Low Concrete Cylinder Strength — What, why, & how?

Information from the National Ready Mixed Concrete Association

WHAT Constitutes Low Cylinder Strength?

Effect of Non-Standard Curing on Compressive Strength

Strength test results of concrete cylinders are used as the basis of acceptance of ready mixed concrete when a strength requirement is specified. Cylinders are molded from a sample of fresh concrete, cured in standard conditions and tested at a particular age, as indicated in the specification, usually at 28 days. Procedures must be in accordance with ASTM standards. The average strength of a set of 2 or 3 cylinders made from the same concrete sample and tested at 28 days constitutes one test. In some cases cylinders are tested at 7 days to get an early indication of the potential strength, but these test results are not to be used for concrete acceptance. Cylinders used for acceptance of concrete should not be confused with field-cured cylinders, which are made to check early-age strength in the structure to strip forms and continue construction activity.

The ACI Building Code, ACI 318, and the Standard Specifications for Structural Concrete, ACI 301, recognize that when mixtures are proportioned to meet the requirements of the standards, low strength results will occur about once or twice in 100 tests due to normal variability.

Under these provisions, for specified strength less than 5000 psi (35 MPa), concrete is acceptable and complies with the specification if:

  1. No single test is lower than the specified strength by more than 500 psi (3.5 MPa), and
  2. The average of three consecutive tests equals or exceeds the specified strength.

See the example in the table. If an average of three consecutive tests in sequence falls below the specified strength, steps must be taken to increase the strength of the concrete. If a single test falls more than 500 psi (3.5 MPa) below the specified strength, an investigation should be made to ensure structural adequacy of that portion of the structure; and again, steps taken to increase the strength level.

WHY are Compressive Tests Low?

Two major reasons are:

  1. Improper cylinder handling, curing and testing – found to contribute in the majority of low strength results, and
  2. Reduced concrete strength due to an error in production, or the addition of too much water to the concrete on the job due to delays in placement or requests for wet concrete. High air content can also be a cause of low strength.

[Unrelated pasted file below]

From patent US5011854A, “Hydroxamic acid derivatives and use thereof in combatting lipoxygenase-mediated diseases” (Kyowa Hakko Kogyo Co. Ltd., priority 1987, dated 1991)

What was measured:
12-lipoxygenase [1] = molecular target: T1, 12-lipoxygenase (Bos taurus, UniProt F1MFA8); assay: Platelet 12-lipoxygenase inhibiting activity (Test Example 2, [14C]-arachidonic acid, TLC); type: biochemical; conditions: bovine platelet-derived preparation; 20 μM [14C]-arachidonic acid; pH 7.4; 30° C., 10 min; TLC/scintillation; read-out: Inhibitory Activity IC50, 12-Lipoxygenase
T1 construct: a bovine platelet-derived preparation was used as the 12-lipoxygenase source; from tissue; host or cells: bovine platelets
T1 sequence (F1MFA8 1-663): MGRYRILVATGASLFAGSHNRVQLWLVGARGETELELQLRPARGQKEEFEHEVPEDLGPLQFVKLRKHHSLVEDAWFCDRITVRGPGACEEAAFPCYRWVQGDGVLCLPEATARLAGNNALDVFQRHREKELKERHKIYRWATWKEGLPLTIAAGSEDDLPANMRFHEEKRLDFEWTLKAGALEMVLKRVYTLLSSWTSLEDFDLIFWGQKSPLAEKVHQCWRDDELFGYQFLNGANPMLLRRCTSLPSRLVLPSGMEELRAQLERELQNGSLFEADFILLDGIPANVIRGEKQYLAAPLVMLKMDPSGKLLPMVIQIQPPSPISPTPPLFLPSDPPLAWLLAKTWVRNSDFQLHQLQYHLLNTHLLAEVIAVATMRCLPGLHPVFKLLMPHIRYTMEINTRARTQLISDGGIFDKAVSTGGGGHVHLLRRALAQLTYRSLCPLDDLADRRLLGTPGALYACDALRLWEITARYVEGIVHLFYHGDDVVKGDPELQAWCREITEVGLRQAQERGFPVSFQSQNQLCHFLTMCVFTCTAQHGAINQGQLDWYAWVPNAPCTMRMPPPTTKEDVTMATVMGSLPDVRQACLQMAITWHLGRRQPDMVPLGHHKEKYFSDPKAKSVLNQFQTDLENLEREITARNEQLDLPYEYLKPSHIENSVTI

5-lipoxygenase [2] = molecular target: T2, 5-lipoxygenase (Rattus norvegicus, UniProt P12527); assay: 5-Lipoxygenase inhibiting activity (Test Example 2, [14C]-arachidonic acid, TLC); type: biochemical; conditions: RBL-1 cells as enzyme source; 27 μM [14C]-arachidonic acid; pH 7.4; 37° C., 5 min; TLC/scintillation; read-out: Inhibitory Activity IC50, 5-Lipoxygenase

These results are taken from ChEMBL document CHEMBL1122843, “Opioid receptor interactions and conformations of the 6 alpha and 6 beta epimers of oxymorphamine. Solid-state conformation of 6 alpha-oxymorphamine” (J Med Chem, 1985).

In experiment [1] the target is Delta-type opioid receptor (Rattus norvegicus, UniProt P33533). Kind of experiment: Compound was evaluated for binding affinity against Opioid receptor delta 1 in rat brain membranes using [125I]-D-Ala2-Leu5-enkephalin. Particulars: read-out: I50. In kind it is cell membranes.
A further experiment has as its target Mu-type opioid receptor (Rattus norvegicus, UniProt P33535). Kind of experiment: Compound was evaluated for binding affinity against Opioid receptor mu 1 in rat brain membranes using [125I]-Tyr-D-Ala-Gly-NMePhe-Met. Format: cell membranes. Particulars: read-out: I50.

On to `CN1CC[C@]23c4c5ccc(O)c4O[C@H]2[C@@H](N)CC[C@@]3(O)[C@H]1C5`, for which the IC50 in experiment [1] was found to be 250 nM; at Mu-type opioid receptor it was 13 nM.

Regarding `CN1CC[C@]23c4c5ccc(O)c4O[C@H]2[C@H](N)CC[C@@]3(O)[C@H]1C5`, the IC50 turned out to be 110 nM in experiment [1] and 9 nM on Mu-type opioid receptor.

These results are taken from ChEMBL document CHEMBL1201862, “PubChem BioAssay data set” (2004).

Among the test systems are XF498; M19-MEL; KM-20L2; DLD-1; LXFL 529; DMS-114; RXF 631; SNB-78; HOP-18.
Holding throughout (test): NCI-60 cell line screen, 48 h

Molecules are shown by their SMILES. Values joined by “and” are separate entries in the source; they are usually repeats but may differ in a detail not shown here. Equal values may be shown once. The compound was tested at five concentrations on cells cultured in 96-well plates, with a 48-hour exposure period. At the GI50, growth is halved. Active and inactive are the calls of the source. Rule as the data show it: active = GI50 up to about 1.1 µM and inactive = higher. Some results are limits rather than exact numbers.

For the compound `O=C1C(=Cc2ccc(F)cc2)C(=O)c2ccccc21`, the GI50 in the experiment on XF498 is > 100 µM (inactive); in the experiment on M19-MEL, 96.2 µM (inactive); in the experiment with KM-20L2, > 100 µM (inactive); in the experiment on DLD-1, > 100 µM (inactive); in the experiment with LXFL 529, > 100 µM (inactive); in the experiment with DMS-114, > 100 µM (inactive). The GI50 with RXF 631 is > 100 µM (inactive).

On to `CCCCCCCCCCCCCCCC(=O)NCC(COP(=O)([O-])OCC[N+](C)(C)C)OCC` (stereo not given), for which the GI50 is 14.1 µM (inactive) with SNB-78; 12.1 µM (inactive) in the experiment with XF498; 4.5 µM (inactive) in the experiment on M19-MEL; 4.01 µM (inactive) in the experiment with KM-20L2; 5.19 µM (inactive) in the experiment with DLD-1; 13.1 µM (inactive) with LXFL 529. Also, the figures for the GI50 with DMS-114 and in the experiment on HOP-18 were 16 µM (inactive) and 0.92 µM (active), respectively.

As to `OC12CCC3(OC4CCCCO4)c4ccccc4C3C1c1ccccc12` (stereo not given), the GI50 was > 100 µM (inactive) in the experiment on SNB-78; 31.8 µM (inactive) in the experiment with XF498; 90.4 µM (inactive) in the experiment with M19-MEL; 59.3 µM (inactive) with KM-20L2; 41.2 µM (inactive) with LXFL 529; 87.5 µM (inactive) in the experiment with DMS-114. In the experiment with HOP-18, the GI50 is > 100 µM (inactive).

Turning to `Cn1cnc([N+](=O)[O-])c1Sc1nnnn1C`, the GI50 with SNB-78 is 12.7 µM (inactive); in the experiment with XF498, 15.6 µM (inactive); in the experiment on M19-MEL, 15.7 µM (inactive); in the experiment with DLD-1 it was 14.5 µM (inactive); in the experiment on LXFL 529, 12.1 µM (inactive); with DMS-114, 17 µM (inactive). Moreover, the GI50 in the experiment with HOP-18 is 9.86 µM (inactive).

In the event of low compressive strength test results, collect all test reports and analyze the results before taking action. Look at the pattern of strength results. Does the sequence actually violate compliance with the specification as discussed above? Do the test reports give any clue to the cause? The strength range of two or three cylinders prepared from the same sample should rarely exceed 8.0% or 9.5% of the average, respectively. Look at the slump, air content, concrete and ambient temperatures, number of days cylinders were left in the field, procedures used for initial curing in the field and subsequent curing in the lab and any reported cylinder defects.

If the deficiency justifies investigation, first verify testing accuracy and then compare the structural requirements with the measured strength. If testing is deficient or if strength is greater than that actually needed in that portion of the structure, there is little point in investigating the in-place strength. However, if procedures conform to the standards and the strength as specified is required for the structural capacity of the member in question, further investigation of the in-place concrete may be required. (See CIP- 10 on Strength of In-Place Concrete.)

Have testing procedures been conducted in accordance with the ASTM standards? Minor deficiencies in curing cylinders in mild weather will probably not affect strength much, but if major violations are discovered, large reductions in strength can occur. Almost all deficiencies in handling and testing cylinders will lower strength. A number of violations may combine to cause significant reductions in measured strength. Some of the more significant factors are improperly finished surfaces, initial curing over 80°F (27°C); frozen cylinders; extra days in the field; impact during transportation; delay in curing at the lab; improper caps; and insufficient care in breaking cylinders.